Roll with it. Yes, there are things I don’t love about our house. But it’s a whole lot easier to accept them than to stress over them. So, I’ve embraced the things that previously bothered me and used them to my advantage. I have created a space where the shearing back-sling that always hangs on the verandah actually sort of looks like it’s meant to be there, I’ve displayed the old wagon wheel leaning up against the fence rather than hiding it, and I’ve filled the rusty bathtub in our yard with dirt and it’s now growing asparagus amongst other things. I’ve decided rather than hating our lime-green laminate kitchen counters and brown lino floors I’d call them ‘retro’. I’ve left the ugly mosaic tiles in our bathroom but changed the walls from dingy blue to buttery yellow, which has actually made the tiles look way nicer. I painted the home-made yard gates a cherry red. I’m trying to get climbing plants to climb up our water tanks. I’ve accepted that I’m not going to be living in a designer home any time soon, maybe never. But I’ll roll with what I’ve got, and do the little things I can do to make it nicer.
Frame your photos. It’s too easy these days to take great spur of the moment photos on your amazing digital camera (or even your iPhone) and, after a brief moment of excitement while loading them to the computer, forgetting they’re there until the next time you open up the photos file. And no more excuses that you can’t find the time to go to the photo store – apparently you can get them done online and mailed directly to your door! Framed photos is one of the easiest ways to make a space feel like home. It gets you excited about the idea that the four walls you are living within are yours (or at least, if you’re renting, your’s for now). Although I don’t have a whole lot yet (let’s face it, even though I’ve been settled for almost a year here I’m still technically living out of a backpack), I am slowly putting more and more memories on our walls.
Do the dishes as you go. I do not have the luxury of having a dishwasher. Hell, sometimes I don’t even have the luxury of having water, if it hasn’t rained for a while. (No, I’m exaggerating, we’ve never not had water – we’ve only not had water to certain sections of our house – always unfortunate if it’s the toilet). But that’s besides the point – the point is, doing dishes is not my favourite activity, but nothing makes me grumpier than walking into a disaster zone kitchen. So to avoid getting grumpy, I do the simple thing of having a sink full of hot sudsy water while I’m cooking, then when something’s dirty and I’m finished with it, it goes directly in to soak. If I have a moment where I’m simmering something or waiting for something to rise/cook/absorb/boil I can quickly do one or two (or the whole lot!) and it really doesn’t seem like that big a deal, because I’m already in the kitchen and already busy. Everyone reading this may think it sounds simple or may already do this, but it seriously saves me some frustration.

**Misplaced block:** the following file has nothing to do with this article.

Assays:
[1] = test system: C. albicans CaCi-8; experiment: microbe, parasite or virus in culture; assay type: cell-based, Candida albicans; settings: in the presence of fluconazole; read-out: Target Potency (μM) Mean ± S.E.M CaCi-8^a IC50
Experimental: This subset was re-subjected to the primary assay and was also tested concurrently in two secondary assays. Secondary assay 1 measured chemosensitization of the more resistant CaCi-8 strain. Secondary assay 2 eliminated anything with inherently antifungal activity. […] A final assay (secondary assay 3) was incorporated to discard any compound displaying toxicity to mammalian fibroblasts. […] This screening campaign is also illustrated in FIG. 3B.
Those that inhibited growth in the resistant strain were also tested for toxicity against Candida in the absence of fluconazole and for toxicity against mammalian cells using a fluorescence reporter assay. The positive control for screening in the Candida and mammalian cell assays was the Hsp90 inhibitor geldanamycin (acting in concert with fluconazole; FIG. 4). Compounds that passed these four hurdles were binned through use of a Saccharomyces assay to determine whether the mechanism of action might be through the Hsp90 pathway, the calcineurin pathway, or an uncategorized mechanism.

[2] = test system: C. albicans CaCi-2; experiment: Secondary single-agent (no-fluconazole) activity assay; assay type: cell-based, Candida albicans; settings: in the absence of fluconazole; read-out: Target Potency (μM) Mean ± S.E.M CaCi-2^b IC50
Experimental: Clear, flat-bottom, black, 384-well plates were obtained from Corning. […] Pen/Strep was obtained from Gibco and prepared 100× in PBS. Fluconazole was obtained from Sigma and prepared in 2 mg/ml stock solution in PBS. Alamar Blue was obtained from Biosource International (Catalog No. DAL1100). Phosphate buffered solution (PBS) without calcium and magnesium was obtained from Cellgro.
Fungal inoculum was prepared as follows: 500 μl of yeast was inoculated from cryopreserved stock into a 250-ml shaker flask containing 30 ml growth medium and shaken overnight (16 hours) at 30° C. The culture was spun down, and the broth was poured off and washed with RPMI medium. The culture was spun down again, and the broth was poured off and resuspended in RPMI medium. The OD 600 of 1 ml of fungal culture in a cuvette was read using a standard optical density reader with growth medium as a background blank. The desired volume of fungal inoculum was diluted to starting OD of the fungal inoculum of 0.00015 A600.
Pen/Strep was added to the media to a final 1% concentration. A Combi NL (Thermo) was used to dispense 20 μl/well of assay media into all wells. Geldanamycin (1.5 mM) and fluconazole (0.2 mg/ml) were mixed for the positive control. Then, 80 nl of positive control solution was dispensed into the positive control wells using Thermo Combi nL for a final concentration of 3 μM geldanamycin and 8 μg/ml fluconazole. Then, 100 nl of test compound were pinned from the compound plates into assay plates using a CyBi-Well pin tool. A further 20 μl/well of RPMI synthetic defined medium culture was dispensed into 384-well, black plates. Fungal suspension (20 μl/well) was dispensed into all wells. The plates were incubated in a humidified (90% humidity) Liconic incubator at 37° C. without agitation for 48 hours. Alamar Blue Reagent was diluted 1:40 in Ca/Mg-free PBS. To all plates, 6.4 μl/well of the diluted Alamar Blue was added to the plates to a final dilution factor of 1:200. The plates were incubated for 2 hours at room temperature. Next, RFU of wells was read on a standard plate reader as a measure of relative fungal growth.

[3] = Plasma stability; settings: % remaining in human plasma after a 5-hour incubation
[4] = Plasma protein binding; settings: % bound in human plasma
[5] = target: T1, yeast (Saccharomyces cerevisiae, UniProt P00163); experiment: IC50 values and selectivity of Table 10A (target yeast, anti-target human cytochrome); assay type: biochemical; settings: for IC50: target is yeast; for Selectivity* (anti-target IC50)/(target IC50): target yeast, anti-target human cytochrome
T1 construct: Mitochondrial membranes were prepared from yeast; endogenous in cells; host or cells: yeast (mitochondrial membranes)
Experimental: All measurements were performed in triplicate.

Let the light shine in. This one may be purely personal, but I cannot function in a house with no light. When we first moved into this house there were some amazing curtains in our kitchen. And I mean amazing. Picture a kaftan from the 70s – they were a orange, mustard, and lime green floral pattern and they were faded out, with still bright parts where they overlapped the wall, not the window. I lived with those curtains for 5 months until one day I couldn’t take them any more and ripped them down. Then burnt them. (A little drastic, I know, but what can I say). And that afternoon, Jamie walked in and said, “Wow, it looks so much brighter in here, doesn’t it? We should have done that ages ago.” Indeed. It was a simple thing that took me under 5 minutes and it felt a thousand times better. When in the city later on I bought some new ones (because the light is pretty glaring at eye-level in the morning) but they don’t block out the light, they just filter it. Our kitchen feels so much cleaner now, all due to some sunlight and $20 curtains.